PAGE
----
I can thinking about loving someone to the moon and back and contemplating for a moment the events of the past.

“… to contemplate the events of the past…. and to give thanks.”

Give thanks.

And the man launched from earth had poured the wine into the chalice his elders had given him and in the one-sixth gravity of the moon, the wine had “curled slowly and gracefully up the side of the cup.” And before he partook, he had read the words he’d chosen “to indicate our trust…. ”

I am the vine, you are the branches.

Whoever remains in me, and I in him, will bear much fruit; for you can do nothing without me”

(John 15:5).

And there’s communion on the moon. There’s time and there’s leaving and there’s Jesus.

There’s love to the moon and back  — and beyond time.

The boy could go anywhere. He could fly. He could settle across the country. The boy could go to the moon. It didn’t matter where he was. Or where I am.

No matter where two people stand on this planet, each can always look up at that moon and there’s communion in space and the love of God fills all of space and Love can’t be measured in miles because love transcends all of time and miles and space. There’s no where you can go that you’ll ever be beyond it — you are loved to the moon and back and as far open as His nail pierced hands stretch and we remain in Him and in this Love Body that knows no bounds.

And I stand there in the lane the day he goes to the school for the first time. I stand there as he drives away. It’s all over and it’s just begun and I can give thanks.  And I can feel it brimming and still lifting —

Grace — it is strong enough to carry even the things never done, the things heaviest of all.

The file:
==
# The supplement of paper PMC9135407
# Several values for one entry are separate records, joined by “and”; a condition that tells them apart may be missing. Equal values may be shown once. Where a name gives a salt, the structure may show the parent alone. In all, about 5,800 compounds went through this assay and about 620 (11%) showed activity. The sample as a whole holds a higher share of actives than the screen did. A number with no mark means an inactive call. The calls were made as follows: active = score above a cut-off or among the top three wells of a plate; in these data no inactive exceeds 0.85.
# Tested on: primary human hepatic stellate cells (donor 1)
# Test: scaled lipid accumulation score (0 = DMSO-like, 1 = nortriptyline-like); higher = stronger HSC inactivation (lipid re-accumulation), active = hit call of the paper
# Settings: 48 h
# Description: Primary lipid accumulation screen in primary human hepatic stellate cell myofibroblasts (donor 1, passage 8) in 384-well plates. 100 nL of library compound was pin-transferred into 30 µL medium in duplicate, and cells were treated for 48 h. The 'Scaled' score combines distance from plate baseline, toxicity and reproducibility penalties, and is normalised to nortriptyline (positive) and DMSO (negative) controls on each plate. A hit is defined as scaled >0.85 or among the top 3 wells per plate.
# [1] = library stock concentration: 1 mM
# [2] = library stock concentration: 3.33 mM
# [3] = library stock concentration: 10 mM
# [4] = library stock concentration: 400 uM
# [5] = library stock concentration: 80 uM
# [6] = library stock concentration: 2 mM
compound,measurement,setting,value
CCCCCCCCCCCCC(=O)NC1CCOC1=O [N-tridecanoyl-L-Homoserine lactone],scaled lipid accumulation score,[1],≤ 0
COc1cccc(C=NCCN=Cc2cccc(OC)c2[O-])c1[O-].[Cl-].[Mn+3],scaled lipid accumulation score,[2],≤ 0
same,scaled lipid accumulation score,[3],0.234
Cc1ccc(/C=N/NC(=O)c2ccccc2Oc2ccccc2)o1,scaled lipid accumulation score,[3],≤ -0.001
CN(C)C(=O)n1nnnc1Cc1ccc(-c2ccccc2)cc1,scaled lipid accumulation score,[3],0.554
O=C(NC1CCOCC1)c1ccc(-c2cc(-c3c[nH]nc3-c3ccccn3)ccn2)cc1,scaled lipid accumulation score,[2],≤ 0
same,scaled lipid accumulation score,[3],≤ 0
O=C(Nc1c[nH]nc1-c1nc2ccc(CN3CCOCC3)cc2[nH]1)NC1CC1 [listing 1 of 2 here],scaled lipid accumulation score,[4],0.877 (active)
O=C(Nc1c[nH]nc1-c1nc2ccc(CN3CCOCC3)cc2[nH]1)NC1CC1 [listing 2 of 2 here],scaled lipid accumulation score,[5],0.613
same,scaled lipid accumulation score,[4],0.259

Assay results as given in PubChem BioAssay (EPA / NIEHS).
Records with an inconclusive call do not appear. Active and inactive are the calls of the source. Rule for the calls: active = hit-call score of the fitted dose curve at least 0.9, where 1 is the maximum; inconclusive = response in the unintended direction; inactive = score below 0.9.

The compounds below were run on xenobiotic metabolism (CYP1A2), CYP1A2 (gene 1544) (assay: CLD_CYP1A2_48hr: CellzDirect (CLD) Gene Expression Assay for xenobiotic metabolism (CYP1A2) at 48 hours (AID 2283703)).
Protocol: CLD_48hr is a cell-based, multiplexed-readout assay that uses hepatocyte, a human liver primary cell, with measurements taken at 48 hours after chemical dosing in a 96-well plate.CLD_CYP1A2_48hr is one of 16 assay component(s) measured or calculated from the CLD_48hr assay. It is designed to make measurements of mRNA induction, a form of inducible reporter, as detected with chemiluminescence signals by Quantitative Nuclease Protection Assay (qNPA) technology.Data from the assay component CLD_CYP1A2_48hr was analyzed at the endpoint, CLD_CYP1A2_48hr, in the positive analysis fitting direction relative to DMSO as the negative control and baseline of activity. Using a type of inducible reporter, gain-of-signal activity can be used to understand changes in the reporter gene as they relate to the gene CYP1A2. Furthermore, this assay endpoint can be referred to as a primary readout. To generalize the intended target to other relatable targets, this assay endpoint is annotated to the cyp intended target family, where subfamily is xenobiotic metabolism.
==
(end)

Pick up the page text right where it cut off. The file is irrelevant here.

I stand there and the first child drives away and there’s love to the moon and back —

a pursuing grace filling all this space. 




and thanks be to God … more of the endless One Thousand Gifts : 

for every book we ever read loud, every afternoon I said yes to something wild and crazy, every time we laughed loud {#4373}

the hug he gave me this morning {#4374}

the Radical necklace he slipped around his neck this morning {#4375}

little brothers who made cookies for their big brother’s first lunch away {#4376}

the youngest, the little sister who figured out how to get salad dressing in the lunch bag for her oldest brother {#4377}

for the dog-eared copy of “Guess How Much I Love You” {#4378}

the way he polished his shoes this morning {#4379}

#6 on the NYTimes, week #51 (incl. extended). — Giving thanks to God filling all this space {#4380}

That no matter where we are, the Truth holds: “I am the vine, you are the branches. Whoever remains in me, and I in him, will bear much fruit; for you can do nothing without me” (John 15:5). {#4381}

That — Grace — it is strong enough to carry even the things never done, the things heaviest of all. {#4382}